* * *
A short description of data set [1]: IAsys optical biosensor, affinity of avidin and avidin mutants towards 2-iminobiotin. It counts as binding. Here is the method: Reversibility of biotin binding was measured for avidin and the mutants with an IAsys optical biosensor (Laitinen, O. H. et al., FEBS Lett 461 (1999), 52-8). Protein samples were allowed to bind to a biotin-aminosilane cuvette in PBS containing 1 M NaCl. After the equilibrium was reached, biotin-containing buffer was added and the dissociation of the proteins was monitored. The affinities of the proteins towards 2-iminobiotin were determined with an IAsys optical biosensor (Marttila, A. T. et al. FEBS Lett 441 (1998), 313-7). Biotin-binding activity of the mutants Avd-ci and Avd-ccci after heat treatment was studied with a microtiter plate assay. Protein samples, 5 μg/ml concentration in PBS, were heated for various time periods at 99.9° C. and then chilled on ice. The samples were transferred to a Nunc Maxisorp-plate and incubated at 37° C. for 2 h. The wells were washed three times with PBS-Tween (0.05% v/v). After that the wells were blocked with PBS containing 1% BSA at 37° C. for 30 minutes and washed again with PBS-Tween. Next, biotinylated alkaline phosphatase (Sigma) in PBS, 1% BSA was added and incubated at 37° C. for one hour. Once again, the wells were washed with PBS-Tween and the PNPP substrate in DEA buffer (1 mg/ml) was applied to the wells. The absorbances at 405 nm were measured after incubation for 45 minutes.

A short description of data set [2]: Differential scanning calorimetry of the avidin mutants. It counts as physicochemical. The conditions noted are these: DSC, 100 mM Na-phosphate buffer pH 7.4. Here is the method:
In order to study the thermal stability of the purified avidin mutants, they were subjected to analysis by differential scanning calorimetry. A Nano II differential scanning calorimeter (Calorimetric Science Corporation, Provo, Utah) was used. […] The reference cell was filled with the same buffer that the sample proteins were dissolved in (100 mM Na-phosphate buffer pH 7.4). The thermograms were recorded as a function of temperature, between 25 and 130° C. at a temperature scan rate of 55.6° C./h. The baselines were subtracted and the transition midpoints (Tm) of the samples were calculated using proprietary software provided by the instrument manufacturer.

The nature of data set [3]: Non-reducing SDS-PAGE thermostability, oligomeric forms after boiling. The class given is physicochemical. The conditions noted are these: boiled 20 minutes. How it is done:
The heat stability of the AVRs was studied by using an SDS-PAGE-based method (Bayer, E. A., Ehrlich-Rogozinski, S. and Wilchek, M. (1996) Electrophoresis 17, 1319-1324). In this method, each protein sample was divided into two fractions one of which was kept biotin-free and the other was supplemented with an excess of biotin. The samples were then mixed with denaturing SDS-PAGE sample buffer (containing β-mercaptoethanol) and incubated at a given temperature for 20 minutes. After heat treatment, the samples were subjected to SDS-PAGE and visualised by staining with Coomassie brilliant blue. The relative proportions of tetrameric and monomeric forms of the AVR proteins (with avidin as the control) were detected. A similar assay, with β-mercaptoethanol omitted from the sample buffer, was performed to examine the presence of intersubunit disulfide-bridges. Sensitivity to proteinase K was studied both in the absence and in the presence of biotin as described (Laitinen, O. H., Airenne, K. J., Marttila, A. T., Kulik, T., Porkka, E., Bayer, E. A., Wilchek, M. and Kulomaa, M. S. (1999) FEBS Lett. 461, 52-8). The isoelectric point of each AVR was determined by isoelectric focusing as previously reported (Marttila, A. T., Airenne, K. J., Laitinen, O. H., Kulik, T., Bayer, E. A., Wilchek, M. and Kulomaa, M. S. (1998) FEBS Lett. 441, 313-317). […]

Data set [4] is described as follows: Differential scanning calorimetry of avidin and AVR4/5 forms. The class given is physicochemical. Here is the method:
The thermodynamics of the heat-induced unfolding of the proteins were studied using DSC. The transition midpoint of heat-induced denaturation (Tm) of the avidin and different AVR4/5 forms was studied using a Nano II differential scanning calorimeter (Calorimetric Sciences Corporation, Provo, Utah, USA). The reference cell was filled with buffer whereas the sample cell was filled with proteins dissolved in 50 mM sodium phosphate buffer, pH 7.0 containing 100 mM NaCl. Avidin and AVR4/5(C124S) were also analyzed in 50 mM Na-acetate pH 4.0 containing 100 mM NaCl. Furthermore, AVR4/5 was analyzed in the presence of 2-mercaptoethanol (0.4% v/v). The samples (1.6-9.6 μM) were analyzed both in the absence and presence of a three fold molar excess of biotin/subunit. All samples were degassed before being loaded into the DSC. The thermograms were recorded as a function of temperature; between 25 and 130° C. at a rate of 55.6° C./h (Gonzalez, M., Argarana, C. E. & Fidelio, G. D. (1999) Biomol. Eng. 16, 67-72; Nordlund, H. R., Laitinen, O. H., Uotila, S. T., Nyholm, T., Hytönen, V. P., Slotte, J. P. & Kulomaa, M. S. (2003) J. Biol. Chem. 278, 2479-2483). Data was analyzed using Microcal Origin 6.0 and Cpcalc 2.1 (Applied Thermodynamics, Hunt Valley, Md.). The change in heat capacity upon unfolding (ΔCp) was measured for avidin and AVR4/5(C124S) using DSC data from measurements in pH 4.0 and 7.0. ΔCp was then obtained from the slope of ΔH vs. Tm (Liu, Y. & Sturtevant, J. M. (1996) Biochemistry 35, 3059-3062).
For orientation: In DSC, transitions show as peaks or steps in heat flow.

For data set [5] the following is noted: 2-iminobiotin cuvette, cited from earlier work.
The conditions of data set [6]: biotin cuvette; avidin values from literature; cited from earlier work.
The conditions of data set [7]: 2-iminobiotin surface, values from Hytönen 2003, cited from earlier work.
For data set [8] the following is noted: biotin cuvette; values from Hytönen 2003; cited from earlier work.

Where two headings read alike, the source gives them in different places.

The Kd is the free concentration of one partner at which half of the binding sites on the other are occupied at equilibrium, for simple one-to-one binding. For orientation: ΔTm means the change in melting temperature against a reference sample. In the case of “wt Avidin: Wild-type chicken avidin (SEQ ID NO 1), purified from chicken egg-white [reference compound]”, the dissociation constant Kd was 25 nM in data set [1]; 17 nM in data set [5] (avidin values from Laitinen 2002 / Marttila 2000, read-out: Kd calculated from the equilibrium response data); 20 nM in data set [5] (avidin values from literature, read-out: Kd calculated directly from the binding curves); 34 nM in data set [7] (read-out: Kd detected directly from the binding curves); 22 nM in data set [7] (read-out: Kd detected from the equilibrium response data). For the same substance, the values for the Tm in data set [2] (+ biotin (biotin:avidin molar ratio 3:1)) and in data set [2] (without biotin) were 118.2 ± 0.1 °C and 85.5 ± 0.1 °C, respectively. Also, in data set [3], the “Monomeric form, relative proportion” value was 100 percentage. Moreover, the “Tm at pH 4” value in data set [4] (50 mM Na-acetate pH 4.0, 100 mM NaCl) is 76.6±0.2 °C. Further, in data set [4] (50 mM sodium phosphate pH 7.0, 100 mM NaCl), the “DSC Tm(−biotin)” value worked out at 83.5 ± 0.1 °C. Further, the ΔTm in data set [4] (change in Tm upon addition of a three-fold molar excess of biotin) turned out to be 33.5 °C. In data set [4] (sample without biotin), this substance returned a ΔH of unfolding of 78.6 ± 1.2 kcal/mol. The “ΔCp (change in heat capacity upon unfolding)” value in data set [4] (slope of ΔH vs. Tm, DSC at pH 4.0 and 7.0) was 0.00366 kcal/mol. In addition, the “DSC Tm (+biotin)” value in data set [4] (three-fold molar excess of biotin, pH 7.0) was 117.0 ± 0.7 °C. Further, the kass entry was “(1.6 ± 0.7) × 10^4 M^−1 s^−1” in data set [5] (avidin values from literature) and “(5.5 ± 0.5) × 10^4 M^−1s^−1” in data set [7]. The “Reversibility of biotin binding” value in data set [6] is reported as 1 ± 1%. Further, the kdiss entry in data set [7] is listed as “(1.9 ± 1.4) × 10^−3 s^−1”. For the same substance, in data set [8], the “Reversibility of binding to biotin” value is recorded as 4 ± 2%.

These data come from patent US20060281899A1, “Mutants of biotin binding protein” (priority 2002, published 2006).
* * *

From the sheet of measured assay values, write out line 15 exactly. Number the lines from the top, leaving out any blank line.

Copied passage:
These data come from patent US20060281899A1, “Mutants of biotin binding protein” (priority 2002, published 2006).